Presentation on theme: "U.S. HISTORY. Today we will explain the Northwest Ordinance’s importance in the westward migration of Americans, and on slavery, public education, and."— Presentation transcript:
Today we will explain the Northwest Ordinance’s importance in the westward migration of Americans, and on slavery, public education, and the addition of new states.
The Northwest Territory Video link on picture
The Northwest Ordinance established a means and precedence by which the United States would expand westward.
The Northwest Ordinance of 1787 was one of the few pieces of legislation passed under the Confederation,. The Northwest Ordinance of 1787 was one of the few pieces of legislation passed under the Confederation, before the new government described by the new Constitution took effect. The bill detailed how new territories would be created and administered. The bill detailed how new territories would be created and administered. Though many settlers would find it too conservative, the bill ensured that territories could eventually become states with the same rights as the original thirteen. Though many settlers would find it too conservative, the bill ensured that territories could eventually become states with the same rights as the original thirteen.
The final of four Ordinances was adopted by the Confederation Congress sitting in its last session, in The Northwest Ordinance dealt with the territory acquired from Great Britain in the aftermath of the war (the land north of the Ohio River and east of Mississippi).
It made 4 crucial promises to prospective states in this region. First, that each would enter the union "on an equal footing with the original states." Second, that revenue generated from the sale of a portion of each township in the state would go to fund public education—the first instance of federal aid for education in American history. were NOT to be allowed. Third, "slavery nor involuntary servitude" were NOT to be allowed. Fourth, that a good faith effort would be made to respect the Indians in the territory.
In time, the Northwest Territories would become the states of Ohio, Indiana, Illinois, Michigan, Wisconsin and Minnesota. While the last of the ordinances was the most ill-kept, the third would prove crucial to the future history of the country. By federal mandate, each of the states in the Northwest Territories entered the union slave- free —a fact that would weigh heavily against the institution of slavery for years, and would help bring about its ultimate end by providing vast resources to the War Between the States to come.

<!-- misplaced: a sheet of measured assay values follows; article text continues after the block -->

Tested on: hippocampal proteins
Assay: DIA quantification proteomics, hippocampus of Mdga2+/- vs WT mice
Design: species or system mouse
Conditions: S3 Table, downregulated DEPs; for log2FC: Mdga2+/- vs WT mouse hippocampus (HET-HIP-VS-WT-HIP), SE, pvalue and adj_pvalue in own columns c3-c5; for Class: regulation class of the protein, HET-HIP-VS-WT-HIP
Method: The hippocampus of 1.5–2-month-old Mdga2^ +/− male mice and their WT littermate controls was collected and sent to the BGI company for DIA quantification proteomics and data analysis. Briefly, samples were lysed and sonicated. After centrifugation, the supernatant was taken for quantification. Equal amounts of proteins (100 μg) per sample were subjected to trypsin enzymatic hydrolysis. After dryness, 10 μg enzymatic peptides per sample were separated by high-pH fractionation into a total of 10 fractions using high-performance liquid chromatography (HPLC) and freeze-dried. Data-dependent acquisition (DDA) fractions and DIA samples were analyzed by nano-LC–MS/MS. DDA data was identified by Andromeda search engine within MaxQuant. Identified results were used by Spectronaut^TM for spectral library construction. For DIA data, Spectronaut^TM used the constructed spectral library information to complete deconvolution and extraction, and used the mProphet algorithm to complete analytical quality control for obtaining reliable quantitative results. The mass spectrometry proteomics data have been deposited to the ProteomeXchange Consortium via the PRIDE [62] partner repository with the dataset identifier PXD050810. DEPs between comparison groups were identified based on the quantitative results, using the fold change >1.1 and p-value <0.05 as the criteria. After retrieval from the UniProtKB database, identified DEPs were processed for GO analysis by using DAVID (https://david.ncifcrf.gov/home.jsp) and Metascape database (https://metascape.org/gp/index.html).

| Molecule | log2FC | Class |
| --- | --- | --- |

Effects on Native Americans The Northwest Ordinance also made mention of Native Americans: "The utmost good faith shall always be observed towards the Indians; their land and property shall never be taken without their consent; and, in their property, rights, and liberty, they shall never be invaded or disturbed."
Effects on Native Americans refused to recognize the validity of treaties However, many Native Americans in Ohio refused to recognize the validity of treaties signed after the Revolutionary War that ceded lands north of the Ohio River to the United States.
Effects on Native Americans Blue Jacket ShawneesMiamis Indian Confederation In a conflict sometimes known as the Northwest Indian War, Blue Jacket of the Shawnees and Little Turtle of the Miamis formed an Indian Confederation to stop white settlement.
Effects on Native Americans After the Indian confederation had killed more than eight hundred soldiers in two devastating battles (the worst defeats ever suffered by the U.S. at the hands of Native Americans). eventually defeated the Indian confederation President Washington assigned General Anthony Wayne command of a new army, which eventually defeated the Indian confederation and thus allowed whites to continue settling the territory.